16. Called after almost two weeks and quoted ticket number. After long pause was told to call up after another ten days. Was not given any reason other than they did not have the information at the time.
  17. Few days later, finally got SMS from SST. Went to service centre to pick phone up.
  18. Got the phone after five weeks. Handset working fine. Was told the motherboard was replaced and hence IMEI was changed. No visible marks on the phone save for funny, squiggly lines around speaker grill which were not really cracks (strange). Slightly upset but amazed that a sealed phone like the Razr could be opened up for repair with almost no visible signs.
  19. Did not bother to call Motorola’s toll-free number to enquire the status of the ticket, as phone finally arrived.

So there you have it. That’s what may happen to your Motorola phone when it’s under warranty and you give it for service. Your phone might be different and also your city or town, so your experience may differ. Please do share it in the comments below.

No, that’s not all. Here are some additional points to keep in mind if you’re going to get your broken Motorola repaired (you’ll thank me for it later).

  1. Motorola’s customer service seems to be manned by one person only. Every time I call up, this particular gentleman picks up. He seems least interested in helping you out and it shows in his voice. Do not try to make small talk with him, he will get irritated and will not hide it. At almost all times, the volume of his voice is very low and sounds distant. Even when I call from different mobile and landline networks.
  2. If in Bangalore and servicing from Sai Srinivasa Technologies, do not go by their Google Maps location. That location is wrong. They are opposite Diacon hospital, Google that instead.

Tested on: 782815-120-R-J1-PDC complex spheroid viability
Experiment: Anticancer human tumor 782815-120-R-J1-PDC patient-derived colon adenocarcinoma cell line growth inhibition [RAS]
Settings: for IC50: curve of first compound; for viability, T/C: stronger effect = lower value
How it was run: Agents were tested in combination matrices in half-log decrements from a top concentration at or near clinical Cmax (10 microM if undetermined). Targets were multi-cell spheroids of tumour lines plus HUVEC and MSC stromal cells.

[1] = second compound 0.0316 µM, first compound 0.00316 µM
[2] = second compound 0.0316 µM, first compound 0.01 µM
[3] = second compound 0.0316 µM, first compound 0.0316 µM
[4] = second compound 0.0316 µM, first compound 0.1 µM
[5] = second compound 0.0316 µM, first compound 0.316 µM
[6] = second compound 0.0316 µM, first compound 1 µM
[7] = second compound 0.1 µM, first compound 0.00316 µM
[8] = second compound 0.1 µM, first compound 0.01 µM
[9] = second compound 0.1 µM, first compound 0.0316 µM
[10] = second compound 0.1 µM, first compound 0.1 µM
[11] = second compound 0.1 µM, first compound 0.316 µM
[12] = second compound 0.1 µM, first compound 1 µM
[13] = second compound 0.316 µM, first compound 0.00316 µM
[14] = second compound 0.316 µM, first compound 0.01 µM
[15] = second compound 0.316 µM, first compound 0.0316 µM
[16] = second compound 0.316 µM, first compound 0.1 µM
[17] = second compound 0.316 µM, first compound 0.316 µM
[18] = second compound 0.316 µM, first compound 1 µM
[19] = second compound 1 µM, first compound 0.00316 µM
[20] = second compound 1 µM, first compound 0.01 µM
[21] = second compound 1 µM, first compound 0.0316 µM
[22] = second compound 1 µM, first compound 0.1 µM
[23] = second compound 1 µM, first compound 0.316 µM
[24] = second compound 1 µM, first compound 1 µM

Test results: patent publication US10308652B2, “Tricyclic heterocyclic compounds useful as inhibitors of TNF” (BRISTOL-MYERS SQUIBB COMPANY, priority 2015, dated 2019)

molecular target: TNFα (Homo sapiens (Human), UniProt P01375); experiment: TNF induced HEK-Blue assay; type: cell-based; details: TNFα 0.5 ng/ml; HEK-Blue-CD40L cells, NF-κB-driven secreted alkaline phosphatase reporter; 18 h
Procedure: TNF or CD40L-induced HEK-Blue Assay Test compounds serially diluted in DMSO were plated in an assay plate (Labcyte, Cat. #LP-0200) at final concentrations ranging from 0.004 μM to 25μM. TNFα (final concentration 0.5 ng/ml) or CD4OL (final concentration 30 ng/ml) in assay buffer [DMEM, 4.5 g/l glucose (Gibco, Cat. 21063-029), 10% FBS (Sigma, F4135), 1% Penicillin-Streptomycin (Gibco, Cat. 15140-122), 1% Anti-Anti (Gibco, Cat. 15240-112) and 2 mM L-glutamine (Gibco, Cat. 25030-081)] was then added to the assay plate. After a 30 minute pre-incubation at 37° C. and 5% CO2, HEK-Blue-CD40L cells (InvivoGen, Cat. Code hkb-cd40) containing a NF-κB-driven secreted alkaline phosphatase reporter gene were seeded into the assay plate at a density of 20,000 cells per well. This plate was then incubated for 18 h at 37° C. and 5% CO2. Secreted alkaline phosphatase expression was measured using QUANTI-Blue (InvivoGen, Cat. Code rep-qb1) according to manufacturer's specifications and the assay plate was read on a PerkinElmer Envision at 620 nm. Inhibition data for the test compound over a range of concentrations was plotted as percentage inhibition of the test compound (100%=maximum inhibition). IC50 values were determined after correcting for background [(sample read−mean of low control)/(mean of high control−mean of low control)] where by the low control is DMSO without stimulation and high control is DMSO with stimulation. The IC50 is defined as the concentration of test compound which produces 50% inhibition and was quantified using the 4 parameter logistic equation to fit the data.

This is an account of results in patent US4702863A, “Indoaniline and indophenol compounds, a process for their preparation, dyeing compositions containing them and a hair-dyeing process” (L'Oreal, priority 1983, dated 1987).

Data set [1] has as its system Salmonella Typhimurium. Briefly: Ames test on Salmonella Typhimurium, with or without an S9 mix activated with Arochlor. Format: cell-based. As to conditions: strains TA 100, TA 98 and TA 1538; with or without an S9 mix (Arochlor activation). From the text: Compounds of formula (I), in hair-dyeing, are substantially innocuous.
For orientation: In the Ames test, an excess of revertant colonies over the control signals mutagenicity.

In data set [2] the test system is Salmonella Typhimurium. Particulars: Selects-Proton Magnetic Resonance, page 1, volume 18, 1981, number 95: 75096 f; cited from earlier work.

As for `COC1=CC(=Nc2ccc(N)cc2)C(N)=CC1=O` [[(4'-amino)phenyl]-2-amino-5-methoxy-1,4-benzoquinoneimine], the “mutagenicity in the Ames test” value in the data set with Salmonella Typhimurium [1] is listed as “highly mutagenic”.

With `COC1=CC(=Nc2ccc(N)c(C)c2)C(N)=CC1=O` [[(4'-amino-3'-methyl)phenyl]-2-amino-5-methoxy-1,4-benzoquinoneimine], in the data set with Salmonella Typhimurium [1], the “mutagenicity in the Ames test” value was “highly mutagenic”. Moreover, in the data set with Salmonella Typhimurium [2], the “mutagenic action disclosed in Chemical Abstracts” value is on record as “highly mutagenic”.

3. Sai Srinivasa Technologies executives can communicate to you primarily in two languages. Kannada and English.
  4. When calling SST, the phone will most likely be picked up by a particular middle-aged lady. If you know Kannada, talk to her in Kannada. You may talk in English and she will respond with the little English she knows, but later, if you begin to ask complex queries, she will just keep silent.
  5. You may run into this lady at the counter when you physically visit the premises. Save for the issues with other languages, she is extremely helpful. Other executives speak English and are also very helpful and responsive. The problem here is the lack of follow up with Motorola when SST gives your broken phone to “headquarters” for repairs.
  6. Remember, if your phone has hardware issues and is under warranty, the service centre will mostly not attend to it but send it to the Motorola facility.
  7. When going to service center, take the phone’s box along with you. This is necessary as the executives require the phone’s serial number, IMEI number or other information when drawing up your job sheet.
  8. Be patient. It may be a while before you get your phone fixed.

Naren Ubi

Blogger, photographer, WordPress and mobile tech enthusiast. Follow me on Twitter @ubiquitense | Like my Facebook Page

You may also like...

Leave a Reply